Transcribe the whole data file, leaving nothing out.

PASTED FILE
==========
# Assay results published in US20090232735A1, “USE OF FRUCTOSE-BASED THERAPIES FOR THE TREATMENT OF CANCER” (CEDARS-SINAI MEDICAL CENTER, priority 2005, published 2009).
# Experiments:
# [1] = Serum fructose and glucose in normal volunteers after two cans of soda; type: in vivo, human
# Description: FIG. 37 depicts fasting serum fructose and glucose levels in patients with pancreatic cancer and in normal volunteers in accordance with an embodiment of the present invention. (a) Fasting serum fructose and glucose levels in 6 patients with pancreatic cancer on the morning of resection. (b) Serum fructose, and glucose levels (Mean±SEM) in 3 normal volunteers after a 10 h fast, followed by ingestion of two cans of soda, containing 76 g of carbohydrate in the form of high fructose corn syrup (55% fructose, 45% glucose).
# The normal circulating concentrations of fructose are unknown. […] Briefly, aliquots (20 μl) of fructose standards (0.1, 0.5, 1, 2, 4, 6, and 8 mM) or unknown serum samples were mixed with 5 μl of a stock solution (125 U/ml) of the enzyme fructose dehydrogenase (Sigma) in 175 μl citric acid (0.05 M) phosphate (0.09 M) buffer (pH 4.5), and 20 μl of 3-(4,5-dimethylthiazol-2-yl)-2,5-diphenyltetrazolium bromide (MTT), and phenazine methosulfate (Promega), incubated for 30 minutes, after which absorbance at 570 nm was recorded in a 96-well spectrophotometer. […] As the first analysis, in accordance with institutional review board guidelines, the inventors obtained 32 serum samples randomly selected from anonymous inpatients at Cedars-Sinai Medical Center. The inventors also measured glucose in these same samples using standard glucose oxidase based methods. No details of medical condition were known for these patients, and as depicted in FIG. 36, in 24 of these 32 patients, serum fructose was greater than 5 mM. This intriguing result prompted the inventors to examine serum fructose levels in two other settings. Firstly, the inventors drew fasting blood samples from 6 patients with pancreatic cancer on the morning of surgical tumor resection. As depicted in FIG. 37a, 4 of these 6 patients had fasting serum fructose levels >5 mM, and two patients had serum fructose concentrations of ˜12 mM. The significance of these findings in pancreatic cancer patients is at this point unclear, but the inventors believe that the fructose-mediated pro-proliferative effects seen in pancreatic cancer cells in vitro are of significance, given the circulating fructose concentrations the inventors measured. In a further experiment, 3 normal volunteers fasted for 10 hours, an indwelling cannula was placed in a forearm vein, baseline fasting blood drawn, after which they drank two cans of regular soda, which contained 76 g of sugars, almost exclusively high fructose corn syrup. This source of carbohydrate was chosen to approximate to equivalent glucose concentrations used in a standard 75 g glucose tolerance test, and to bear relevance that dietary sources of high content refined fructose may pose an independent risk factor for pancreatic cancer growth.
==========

# Assay results published in US20090232735A1, “USE OF FRUCTOSE-BASED THERAPIES FOR THE TREATMENT OF CANCER” (CEDARS-SINAI MEDICAL CENTER, priority 2005, published 2009).
# Experiments:
# [1] = Serum fructose and glucose in normal volunteers after two cans of soda; type: in vivo, human
# Description: FIG. 37 depicts fasting serum fructose and glucose levels in patients with pancreatic cancer and in normal volunteers in accordance with an embodiment of the present invention. (a) Fasting serum fructose and glucose levels in 6 patients with pancreatic cancer on the morning of resection. (b) Serum fructose, and glucose levels (Mean±SEM) in 3 normal volunteers after a 10 h fast, followed by ingestion of two cans of soda, containing 76 g of carbohydrate in the form of high fructose corn syrup (55% fructose, 45% glucose).
# The normal circulating concentrations of fructose are unknown. […] Briefly, aliquots (20 μl) of fructose standards (0.1, 0.5, 1, 2, 4, 6, and 8 mM) or unknown serum samples were mixed with 5 μl of a stock solution (125 U/ml) of the enzyme fructose dehydrogenase (Sigma) in 175 μl citric acid (0.05 M) phosphate (0.09 M) buffer (pH 4.5), and 20 μl of 3-(4,5-dimethylthiazol-2-yl)-2,5-diphenyltetrazolium bromide (MTT), and phenazine methosulfate (Promega), incubated for 30 minutes, after which absorbance at 570 nm was recorded in a 96-well spectrophotometer. […] As the first analysis, in accordance with institutional review board guidelines, the inventors obtained 32 serum samples randomly selected from anonymous inpatients at Cedars-Sinai Medical Center. The inventors also measured glucose in these same samples using standard glucose oxidase based methods. No details of medical condition were known for these patients, and as depicted in FIG. 36, in 24 of these 32 patients, serum fructose was greater than 5 mM. This intriguing result prompted the inventors to examine serum fructose levels in two other settings. Firstly, the inventors drew fasting blood samples from 6 patients with pancreatic cancer on the morning of surgical tumor resection. As depicted in FIG. 37a, 4 of these 6 patients had fasting serum fructose levels >5 mM, and two patients had serum fructose concentrations of ˜12 mM. The significance of these findings in pancreatic cancer patients is at this point unclear, but the inventors believe that the fructose-mediated pro-proliferative effects seen in pancreatic cancer cells in vitro are of significance, given the circulating fructose concentrations the inventors measured. In a further experiment, 3 normal volunteers fasted for 10 hours, an indwelling cannula was placed in a forearm vein, baseline fasting blood drawn, after which they drank two cans of regular soda, which contained 76 g of sugars, almost exclusively high fructose corn syrup. This source of carbohydrate was chosen to approximate to equivalent glucose concentrations used in a standard 75 g glucose tolerance test, and to bear relevance that dietary sources of high content refined fructose may pose an independent risk factor for pancreatic cancer growth.